By James DeChene
On November 8th, Delawareans will head to the polls to choose candidates who will face big issues in 2017, both in Congress and here at home. Focusing on Delaware, the next Governor and General Assembly will tackle how our state government raises and spends money, on what programs and services the government will offer, and how to continue to build upon the recovery from the Great Recession. There are no easy answers to these issues, as has been documented in this space over the last months, yet the important issues of long-term economic stability, making Delaware an attractive place for businesses, and properly preparing Delaware students for the workforce remain.
Election Day is your opportunity to help shape the path of Delaware’s future. As Chamber of Commerce members, you are invested in this state, both professionally and personally, as are your employees. The decisions you make next Tuesday in the voting booth will have a direct impact on your life here in Delaware. While you may be suffering, as I certainly am, from election fatigue, I urge you to take the time to learn about the candidates in your district and make an informed decision on November 8th.
by James DeChene
This week, former Governor Mike Castle was the speaker at the Chamber’s Leadership series. He spoke on a variety issues, but focused on, how as a leader in public service it was important to surround himself with talented individuals and allowing them the leeway to do their job well.
Providing insight on his entrance into public service, from helping to organize the Young Republicans group, to his run for the State Senate, his time as Lt. Governor, Governor and ultimately Delaware’s Congressman for 18 years, he commented that many of his successful initiatives started from conversations he had with constituents, such as focusing on Delaware teacher pay and the importance of early childhood education. He also emphasized the role of government is not to create jobs, but to create an environment where businesses can grow and flourish, highlighting that as governor Delaware enjoyed one of the most prosperous times in the state’s history.
Governor Castle also spoke about the tone and tenor currently in Washington, D.C. Pointing to Delaware and its history of working together to solve important problems, like how the parties came together to create the Financial Center Development Act, Governor Castle was lamenting the relatively recent polarizing ideology from both parties that has crippled Congress’ ability to tackle and solve the important problems we face, a record national debt, the need for meaningful tax reform policy and for an education policy that prepares young Americans for life after school.
by James DeChene
This week, 21 states and over 50 business groups, including the U.S. Chamber of Commerce, the National Association of Manufacturers and the National Retail Federation, filed multiple lawsuits against the Department of Labor. All were seeking to overturn regulations that would change how millions of Americans are compensated for their labor by making them eligible to receive overtime pay.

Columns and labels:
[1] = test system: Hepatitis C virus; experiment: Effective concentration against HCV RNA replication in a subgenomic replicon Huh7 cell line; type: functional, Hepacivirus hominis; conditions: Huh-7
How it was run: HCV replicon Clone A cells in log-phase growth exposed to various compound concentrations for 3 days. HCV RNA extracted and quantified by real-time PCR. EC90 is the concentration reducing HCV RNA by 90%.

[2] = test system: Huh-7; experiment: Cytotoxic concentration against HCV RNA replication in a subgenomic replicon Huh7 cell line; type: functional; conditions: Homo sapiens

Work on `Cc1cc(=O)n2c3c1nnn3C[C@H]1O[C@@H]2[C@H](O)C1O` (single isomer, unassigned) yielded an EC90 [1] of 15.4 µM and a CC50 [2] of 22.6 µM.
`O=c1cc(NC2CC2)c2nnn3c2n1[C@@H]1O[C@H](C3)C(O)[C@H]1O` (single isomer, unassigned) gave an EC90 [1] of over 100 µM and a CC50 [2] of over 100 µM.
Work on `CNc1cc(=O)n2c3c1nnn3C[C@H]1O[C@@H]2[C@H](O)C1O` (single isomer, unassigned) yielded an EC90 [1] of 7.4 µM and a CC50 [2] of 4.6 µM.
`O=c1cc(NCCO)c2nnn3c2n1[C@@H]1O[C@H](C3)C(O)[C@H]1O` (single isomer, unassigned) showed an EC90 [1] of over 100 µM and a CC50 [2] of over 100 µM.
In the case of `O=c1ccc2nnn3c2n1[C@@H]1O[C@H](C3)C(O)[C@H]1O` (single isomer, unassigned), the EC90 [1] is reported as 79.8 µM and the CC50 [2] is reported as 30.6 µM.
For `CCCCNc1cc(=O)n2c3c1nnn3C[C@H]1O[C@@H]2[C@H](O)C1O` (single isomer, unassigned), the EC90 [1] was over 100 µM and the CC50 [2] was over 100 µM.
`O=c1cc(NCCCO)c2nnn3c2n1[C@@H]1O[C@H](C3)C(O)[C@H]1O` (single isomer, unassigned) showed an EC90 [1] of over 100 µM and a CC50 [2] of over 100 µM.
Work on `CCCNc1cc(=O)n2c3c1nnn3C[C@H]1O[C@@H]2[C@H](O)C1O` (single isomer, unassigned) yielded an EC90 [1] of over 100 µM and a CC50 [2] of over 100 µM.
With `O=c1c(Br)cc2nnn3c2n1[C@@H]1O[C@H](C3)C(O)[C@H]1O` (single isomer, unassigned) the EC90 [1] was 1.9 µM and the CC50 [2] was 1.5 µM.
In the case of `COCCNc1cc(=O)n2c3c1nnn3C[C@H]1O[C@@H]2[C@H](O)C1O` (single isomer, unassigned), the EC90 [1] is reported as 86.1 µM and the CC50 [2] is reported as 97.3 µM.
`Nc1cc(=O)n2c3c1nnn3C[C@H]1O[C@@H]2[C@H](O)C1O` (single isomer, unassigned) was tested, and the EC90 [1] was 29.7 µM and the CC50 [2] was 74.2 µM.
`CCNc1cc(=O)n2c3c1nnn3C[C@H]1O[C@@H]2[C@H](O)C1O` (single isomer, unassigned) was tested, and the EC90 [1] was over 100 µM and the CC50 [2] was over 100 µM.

Specifically, the salary threshold for exempt executive, administrative, and professional employees will increase to $47,476 per year (or $913/week), meaning that salaried employees earning less than this amount, regardless of job duties, must be compensated for overtime work.
Both lawsuits said the Department abused its authority by increasing the salary threshold so drastically, and failed to account for regional variations in the cost of living. In addition, the lawsuits claim the Department of Labor violated federal law by indexing the salary threshold to the 40th percentile of income, with automatic increases every three years.
It is currently unclear as to whether the lawsuits will force the Department of Labor to delay implementation of these pending regulations. However, the Eastern Texas District where the lawsuit was filed is known as a “rocket docket” court where cases move along quickly. The State Chamber of Commerce will keep you informed with updates as they happen.
by James DeChene
There are many competitive Delaware primaries in most of the races this year and it is unclear (as of now) who will win. Up and down the state, and in both parties, on September 13th the outcomes will shape the narrative for the November general election and beyond. In January there will be a new member of Congress, a new Governor and Lt. Governor, an inducted 149th General Assembly and many important county and local positions will be filled such as County Executive and City of Wilmington Mayor.
A reminder email will be sent to Chamber members highlighting which races have primaries and inwhich races the Chamber’s PAC has contributed to a candidate. Remember—it is important for the business community to vote and be actively involved in the legislative and regulatory process. Laws and regulations are created and promulgated that have direct impact on your business and how it operates. This election season is the time for your voice to be heard by those who are asking for your vote to represent you in Washington, Dover, your county and in your town—make sure you take the time to make an informed decision on who you want to be your voice.
by James DeChene